Even the solitary cowboy on the range, suffering for the need to answer his heart's call is an advertisement for a warm fire and an attentive wife, by virtue of his not having them.

Just listen to the stuff Hugo plays, and the messages over and over again are about home, and fine young women and ‘living and dying with the choices I made'. They are about respect and tradition, mother and God.

Rock can do rage and sleaze; Country does nostalgia and core values, and nostalgia for core values. And those aren't the values of diversity or even something as American as the entrepreneurial spirit.

They are the traditional white Christian ones.

Even when prostitution is a theme, as in The Son of Hickory Holler's Tramp, the point is that a good woman was driven to do what she had to do and the boy turned out well.

Having a tramp for a mother isn't an excuse here for having turned out a drug addict or a car thief.

Country is about how good folks are good at heart and stay that way.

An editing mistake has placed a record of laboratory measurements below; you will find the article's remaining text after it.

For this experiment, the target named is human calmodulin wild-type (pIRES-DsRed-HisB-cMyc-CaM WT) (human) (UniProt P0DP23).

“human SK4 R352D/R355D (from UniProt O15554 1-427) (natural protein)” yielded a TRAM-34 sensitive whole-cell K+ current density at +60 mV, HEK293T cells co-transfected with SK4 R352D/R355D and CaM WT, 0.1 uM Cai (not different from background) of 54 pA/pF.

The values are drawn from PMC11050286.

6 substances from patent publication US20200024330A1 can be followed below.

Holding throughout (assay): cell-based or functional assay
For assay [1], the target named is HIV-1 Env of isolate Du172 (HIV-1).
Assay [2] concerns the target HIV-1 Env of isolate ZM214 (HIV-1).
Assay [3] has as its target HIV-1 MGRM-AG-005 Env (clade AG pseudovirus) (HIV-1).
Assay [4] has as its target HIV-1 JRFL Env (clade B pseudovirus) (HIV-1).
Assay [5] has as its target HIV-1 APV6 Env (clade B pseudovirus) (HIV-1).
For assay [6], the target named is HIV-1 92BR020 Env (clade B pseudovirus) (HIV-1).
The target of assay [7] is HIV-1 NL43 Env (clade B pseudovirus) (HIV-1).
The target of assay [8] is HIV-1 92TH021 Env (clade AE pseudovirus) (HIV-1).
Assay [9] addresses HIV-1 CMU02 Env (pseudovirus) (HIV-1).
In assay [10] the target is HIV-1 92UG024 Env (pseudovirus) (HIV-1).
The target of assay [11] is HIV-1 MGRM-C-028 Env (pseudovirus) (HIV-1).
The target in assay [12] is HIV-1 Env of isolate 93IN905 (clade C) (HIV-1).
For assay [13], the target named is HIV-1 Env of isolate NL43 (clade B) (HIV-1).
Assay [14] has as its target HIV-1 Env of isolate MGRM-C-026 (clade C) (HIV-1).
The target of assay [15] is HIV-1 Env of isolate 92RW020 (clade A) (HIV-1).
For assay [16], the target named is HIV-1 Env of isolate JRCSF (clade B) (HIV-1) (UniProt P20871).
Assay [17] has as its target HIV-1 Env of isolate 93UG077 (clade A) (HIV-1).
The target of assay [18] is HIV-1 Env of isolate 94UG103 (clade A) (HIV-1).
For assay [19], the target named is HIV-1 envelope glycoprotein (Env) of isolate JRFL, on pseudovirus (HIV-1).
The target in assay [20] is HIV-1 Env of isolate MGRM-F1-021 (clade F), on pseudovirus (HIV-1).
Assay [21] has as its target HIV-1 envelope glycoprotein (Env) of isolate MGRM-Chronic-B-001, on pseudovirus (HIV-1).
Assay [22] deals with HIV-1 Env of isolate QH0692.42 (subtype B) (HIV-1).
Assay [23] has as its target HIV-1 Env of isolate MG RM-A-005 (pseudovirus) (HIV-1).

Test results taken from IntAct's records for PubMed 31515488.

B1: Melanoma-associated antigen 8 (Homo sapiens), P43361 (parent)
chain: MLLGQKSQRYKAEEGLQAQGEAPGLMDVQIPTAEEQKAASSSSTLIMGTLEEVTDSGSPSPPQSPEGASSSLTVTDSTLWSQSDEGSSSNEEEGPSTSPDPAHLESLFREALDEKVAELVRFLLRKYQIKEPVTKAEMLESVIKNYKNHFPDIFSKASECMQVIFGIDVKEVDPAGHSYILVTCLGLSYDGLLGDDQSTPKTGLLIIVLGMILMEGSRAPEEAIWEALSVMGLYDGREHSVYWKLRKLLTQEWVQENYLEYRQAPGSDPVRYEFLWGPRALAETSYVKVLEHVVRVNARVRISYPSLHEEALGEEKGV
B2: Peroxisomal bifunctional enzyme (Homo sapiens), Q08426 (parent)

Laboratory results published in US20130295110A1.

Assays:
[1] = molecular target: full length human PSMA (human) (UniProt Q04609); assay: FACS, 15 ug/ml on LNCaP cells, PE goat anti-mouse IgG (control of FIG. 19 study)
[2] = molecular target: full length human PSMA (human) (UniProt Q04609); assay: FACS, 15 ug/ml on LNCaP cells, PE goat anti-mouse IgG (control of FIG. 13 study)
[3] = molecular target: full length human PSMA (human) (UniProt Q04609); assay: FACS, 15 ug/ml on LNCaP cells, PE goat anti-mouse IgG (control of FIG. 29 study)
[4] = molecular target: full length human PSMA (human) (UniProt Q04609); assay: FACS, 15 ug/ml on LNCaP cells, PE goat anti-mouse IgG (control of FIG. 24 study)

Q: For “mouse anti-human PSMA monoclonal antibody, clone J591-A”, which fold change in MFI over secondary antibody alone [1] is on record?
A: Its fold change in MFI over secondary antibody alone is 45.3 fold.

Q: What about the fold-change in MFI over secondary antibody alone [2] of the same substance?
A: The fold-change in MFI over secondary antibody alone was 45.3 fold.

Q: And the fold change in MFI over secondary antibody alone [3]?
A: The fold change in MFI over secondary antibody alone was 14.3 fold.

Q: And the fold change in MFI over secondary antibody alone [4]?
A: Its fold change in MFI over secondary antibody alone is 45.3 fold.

I have encountered some of this music in parody. I used to love the New Riders of the Purple Sage singing Working Man's Woman. ‘She's strong through the hard times and soft through the night ... I thank God she's mine'. But I always thought it was a joke and I hummed along in that spirit.

Even Desperado, which can still bring a tear to my eye, hovers on the very precipice of a cloying sentimentality. Country music that isn't wonderful is, to my ear, unbearable.

Okay, 90% of it is rubbish but then there is another little theory to be accommodated here: 90% of everything is rubbish. Not every rocker is Springsteen and not every country gal can be Dolly.